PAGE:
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Lucie Witt

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Posted on Jan 4, 2016 in Blog | 2 comments

Why I Teach

Why I Teach

Teaching at the college level requires a certain combination of factors. You must have confidence, because by definition the gig presumes you have something to offer others. You must be humble, because some of your students will be smart. Occasionally they will be smarter than you. You have to be willing to keep learning because knowledge is not static. You need patience because our primary educational system is broken and you will inevitably encounter students that can barely construct a sentence, let alone write a paper. You should enjoy it, or you probably won’t do it well.

I’m an adjunct professor for the school of arts and sciences, department of women and gender studies. I teach classes about gender and the legal system, though my classes are more intersectional than that as they are heavily influenced by Kimberlé Crenshaw and Dorothy Roberts. I design my own classes. I teach about motherhood, sexual assault, domestic violence, and a special topic course wherein the experience of Black women in the criminal justice system is explored in depth.

I write, and I have my own methods of analysis, but I do not consider myself an academic (well, maybe in scholarly, studious, literary, well-read, intellectual, or clever sense of the definition but definitely not the kind associated with career track at a university). I am a teacher. I have two core strengths as an educator: (1) taking complex concepts and distilling them to a 101 level, and (2) organizing a wide variety of different authors and scholars on one topic.

I sure as hell don’t teach for the money. Adjunct courses at my university pay $3,000 gross per course.  After taxes are paid, if you take the remaining funds and divide them into the amount of time I dedicate to course creation, actual teaching, class material creation and maintenance, course work development, grading, and student correspondence, I do not net minimum wage most semesters.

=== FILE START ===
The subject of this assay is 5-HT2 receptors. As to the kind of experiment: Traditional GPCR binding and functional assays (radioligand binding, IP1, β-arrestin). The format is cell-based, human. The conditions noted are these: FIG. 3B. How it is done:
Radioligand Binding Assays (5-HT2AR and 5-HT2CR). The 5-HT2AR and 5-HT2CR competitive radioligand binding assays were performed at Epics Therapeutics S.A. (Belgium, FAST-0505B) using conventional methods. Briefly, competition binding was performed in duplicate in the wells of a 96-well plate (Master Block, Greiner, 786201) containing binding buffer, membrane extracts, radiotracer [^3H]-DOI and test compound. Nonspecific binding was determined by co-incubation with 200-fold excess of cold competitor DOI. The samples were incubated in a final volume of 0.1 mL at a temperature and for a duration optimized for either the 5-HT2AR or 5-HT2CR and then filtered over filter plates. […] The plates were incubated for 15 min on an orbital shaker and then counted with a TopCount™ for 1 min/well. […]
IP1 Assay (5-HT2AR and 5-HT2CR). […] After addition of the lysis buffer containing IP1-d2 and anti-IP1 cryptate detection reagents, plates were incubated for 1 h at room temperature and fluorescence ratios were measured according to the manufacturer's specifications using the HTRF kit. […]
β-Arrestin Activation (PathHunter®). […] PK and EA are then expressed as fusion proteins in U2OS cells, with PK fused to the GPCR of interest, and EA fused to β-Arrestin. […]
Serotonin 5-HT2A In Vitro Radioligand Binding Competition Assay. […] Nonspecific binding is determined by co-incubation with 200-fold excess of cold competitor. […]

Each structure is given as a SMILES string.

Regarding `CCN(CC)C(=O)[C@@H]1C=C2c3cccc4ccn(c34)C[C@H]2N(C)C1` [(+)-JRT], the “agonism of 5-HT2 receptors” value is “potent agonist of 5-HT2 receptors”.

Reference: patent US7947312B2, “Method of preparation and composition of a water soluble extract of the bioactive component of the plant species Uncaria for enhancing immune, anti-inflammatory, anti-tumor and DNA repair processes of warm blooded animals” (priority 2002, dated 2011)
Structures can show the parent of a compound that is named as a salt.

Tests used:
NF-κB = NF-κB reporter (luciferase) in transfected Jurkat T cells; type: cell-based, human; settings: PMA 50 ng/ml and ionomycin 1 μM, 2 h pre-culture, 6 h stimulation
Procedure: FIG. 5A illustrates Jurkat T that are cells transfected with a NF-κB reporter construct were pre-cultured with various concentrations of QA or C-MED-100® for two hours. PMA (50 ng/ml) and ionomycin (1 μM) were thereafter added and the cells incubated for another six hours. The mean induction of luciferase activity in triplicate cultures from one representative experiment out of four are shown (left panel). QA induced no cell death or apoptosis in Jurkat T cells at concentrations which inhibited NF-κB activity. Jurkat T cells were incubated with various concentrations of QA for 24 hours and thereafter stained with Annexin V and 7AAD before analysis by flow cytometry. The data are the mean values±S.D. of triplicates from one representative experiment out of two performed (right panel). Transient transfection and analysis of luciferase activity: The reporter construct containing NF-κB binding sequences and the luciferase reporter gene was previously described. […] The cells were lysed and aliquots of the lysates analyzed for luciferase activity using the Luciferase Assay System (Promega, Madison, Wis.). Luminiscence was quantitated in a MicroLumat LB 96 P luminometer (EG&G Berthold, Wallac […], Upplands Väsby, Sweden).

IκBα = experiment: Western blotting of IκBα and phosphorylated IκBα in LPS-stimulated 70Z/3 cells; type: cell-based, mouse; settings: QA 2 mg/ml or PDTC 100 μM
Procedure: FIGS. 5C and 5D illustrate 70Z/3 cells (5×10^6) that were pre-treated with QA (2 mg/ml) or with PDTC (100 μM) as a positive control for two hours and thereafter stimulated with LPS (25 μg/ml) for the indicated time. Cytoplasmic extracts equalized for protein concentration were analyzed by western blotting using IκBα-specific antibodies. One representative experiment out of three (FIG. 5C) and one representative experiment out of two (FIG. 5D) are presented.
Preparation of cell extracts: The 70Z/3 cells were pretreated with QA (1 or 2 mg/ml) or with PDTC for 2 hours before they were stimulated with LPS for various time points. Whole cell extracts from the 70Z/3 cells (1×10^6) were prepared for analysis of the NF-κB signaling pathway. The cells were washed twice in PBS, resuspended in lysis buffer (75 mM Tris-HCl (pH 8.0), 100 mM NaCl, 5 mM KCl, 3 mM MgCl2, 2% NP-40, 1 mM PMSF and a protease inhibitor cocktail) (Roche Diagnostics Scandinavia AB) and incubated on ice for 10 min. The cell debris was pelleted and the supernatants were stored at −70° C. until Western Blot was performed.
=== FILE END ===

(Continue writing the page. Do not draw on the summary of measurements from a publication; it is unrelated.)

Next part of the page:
I don’t teach because I’m bored and have lots of leisure time. I work a fulltime legal job, I have a husband, two little boys, and two teenage step sons who live with us for part of the year. I have a beagle mix with the appetite of a billy goat. I live in the same town as my mom and a close group of friends. I write.  My plate is heaping full before I even consider piling on another obligation, and a demanding, time consuming one at that.

I teach because my college experience impacted the course of my life in a significant way, because I believe many people are capable of change if they are exposed to the right information, and because I love the way it feels when you assist someone in learning something new.

I was a nontraditional college student. I had a small scholarship, worked 3 jobs, and attended a community college. One of my first college courses was Black Women Writers. My professor had a Phd and wrote her dissertation on Toni Morrison. We read Morrison, of course,  along with Nikki Giovanni, Gewndolyn Brooks, Octavio Butler, Lucille Clifton, Audre Lorde …. I took an intro to sociology class and started to see the world in a different (and more global) way. I got my associates, transferred to a university, and started taking PAS classes and majored in soc.

My education exposed me to information that contradicted the stories white children are told from birth to adulthood. The classes I took exposed me to critical writing by foundational writers (that Black Women Writers course remained a crucial foundation, years later, because much of my education was male centered).

Cognitive dissonance is when a person is introduced to information that challenges what they believe to be true. This creates conflict, which our brains do not enjoy. To avoid this conflict, our brains reject the new information. Sometimes angrily so.  Think about that conservative uncle of your and how he reacts when you point out the deficit has actually shrunk under President Obama. Cognitive dissonance!

College, for me, was the opposite of that phenomenon. New information challenged what I grew up believing about our society. Sometimes it hurt, but for the most part my mind sought out this new information and absorbed it like a sponge. It felt like waking up after a long slumber.

Sometimes these things just come together like magic. The right student (a student who wants to learn and grow, who wants information that challenges them, or who knows a truth deep inside but does not have the literature to illuminate that truth) comes in contact with the right article and the right time and – bam – the earth shifts ever so slightly underneath them. And you know it happened for them like it once happened for you. That student is forever different now. That is one of the best things I’ve ever experienced. It only happens a few times a semester, but when it does, whew.

I teach for that moment.

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2 Comments

    • I can see why it made you think of his poem. I love how he describes that feeling.

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